organum

[ awr-guh-nuh m ]
/ ˈɔr gə nəm /

noun, plural or·ga·na [awr-guh-nuh] /ˈɔr gə nə/, or·ga·nums.

an organon.
Music.
  1. the doubling, or simultaneous singing, of a melody at an interval of either a fourth, a fifth, or an octave.
  2. the second part in such singing.

Nearby words

  1. organosiloxane,
  2. organotherapy,
  3. organotin,
  4. organotrophic,
  5. organotropism,
  6. organza,
  7. organzine,
  8. orgasm,
  9. orgasmic,
  10. orgeat

Origin of organum

From Latin, dating back to 1605–15; see origin at organ

Dictionary.com Unabridged Based on the Random House Unabridged Dictionary, © Random House, Inc. 2019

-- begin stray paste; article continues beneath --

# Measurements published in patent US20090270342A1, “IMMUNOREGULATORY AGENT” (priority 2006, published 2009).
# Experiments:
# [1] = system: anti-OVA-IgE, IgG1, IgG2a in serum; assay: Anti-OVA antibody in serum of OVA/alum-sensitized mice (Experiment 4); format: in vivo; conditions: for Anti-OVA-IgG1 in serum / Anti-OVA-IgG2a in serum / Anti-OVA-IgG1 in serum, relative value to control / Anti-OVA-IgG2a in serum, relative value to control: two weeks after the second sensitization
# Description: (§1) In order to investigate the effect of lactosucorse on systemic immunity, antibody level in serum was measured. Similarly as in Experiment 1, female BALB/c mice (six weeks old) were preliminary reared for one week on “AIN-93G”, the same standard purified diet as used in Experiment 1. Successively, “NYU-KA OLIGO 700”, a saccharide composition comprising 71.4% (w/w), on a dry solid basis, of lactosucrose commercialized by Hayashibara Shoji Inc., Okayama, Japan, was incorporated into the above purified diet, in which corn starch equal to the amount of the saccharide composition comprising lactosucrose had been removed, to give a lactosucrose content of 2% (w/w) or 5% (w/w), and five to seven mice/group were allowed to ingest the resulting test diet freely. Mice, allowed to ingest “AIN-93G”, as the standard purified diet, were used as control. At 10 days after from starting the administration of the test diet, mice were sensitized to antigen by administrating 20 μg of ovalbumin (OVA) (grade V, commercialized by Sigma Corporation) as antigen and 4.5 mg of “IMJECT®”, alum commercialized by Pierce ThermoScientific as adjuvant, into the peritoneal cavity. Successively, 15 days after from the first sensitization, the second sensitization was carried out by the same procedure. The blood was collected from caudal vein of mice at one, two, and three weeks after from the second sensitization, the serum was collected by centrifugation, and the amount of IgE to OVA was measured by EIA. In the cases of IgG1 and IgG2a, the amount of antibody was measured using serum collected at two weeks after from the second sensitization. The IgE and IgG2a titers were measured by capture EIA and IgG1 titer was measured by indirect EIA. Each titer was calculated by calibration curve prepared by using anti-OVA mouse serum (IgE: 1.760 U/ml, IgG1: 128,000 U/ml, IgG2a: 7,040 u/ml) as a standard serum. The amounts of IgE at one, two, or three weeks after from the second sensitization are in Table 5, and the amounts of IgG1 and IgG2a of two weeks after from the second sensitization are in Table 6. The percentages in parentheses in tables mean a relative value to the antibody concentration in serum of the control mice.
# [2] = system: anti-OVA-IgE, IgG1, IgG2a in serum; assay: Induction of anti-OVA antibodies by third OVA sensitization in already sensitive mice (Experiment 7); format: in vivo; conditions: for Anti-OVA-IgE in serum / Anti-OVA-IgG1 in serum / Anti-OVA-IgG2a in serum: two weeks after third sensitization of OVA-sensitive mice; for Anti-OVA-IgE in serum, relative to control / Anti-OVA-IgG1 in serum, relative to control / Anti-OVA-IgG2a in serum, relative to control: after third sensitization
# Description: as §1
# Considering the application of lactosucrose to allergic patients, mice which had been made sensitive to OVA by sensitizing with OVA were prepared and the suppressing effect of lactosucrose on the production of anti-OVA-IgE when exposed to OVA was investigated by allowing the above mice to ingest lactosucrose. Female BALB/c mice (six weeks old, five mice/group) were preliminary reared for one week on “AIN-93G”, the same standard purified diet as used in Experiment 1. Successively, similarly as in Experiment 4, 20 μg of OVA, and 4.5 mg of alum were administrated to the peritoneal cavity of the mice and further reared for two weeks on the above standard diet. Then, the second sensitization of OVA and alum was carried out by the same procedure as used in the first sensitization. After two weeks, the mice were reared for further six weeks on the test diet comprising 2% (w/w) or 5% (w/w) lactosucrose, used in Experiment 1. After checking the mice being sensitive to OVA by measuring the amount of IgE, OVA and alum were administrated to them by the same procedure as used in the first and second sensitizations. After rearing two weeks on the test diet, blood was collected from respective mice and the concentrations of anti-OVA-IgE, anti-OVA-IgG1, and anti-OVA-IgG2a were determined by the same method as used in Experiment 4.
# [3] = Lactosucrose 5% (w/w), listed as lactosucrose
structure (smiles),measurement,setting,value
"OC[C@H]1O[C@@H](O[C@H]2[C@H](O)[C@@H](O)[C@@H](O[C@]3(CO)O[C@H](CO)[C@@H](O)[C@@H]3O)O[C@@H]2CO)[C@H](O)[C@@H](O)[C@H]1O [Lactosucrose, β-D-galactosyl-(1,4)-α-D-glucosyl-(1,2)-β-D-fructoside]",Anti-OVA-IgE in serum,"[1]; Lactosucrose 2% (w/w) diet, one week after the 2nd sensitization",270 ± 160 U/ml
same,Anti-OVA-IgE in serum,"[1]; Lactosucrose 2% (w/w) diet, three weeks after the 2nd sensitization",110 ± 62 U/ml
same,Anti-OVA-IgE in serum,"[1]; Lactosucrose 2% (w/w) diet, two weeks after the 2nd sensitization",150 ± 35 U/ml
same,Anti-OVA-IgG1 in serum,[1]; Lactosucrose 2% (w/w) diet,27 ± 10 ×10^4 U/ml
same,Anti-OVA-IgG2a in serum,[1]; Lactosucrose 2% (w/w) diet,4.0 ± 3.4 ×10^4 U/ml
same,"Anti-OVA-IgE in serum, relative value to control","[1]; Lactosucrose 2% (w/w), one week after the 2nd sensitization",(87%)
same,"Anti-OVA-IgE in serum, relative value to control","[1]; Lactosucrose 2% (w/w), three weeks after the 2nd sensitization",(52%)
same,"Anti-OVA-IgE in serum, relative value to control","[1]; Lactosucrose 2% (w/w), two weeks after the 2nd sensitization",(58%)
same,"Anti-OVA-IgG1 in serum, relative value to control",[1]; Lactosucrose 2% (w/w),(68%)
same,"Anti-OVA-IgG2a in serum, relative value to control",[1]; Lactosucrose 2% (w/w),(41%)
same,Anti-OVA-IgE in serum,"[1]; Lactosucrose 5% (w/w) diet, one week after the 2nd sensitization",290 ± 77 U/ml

Examples from the Web for organum


British Dictionary definitions for organum

organum

/ (ˈɔːɡənəm) /

noun plural -na (-nə) or -nums

a form of polyphonic music originating in the ninth century, consisting of a plainsong melody with parts added at the fourth and fifth
a variant of organon

Word Origin for organum

C17: via Latin from Greek; see organ

Collins English Dictionary - Complete & Unabridged 2012 Digital Edition © William Collins Sons & Co. Ltd. 1979, 1986 © HarperCollins Publishers 1998, 2000, 2003, 2005, 2006, 2007, 2009, 2012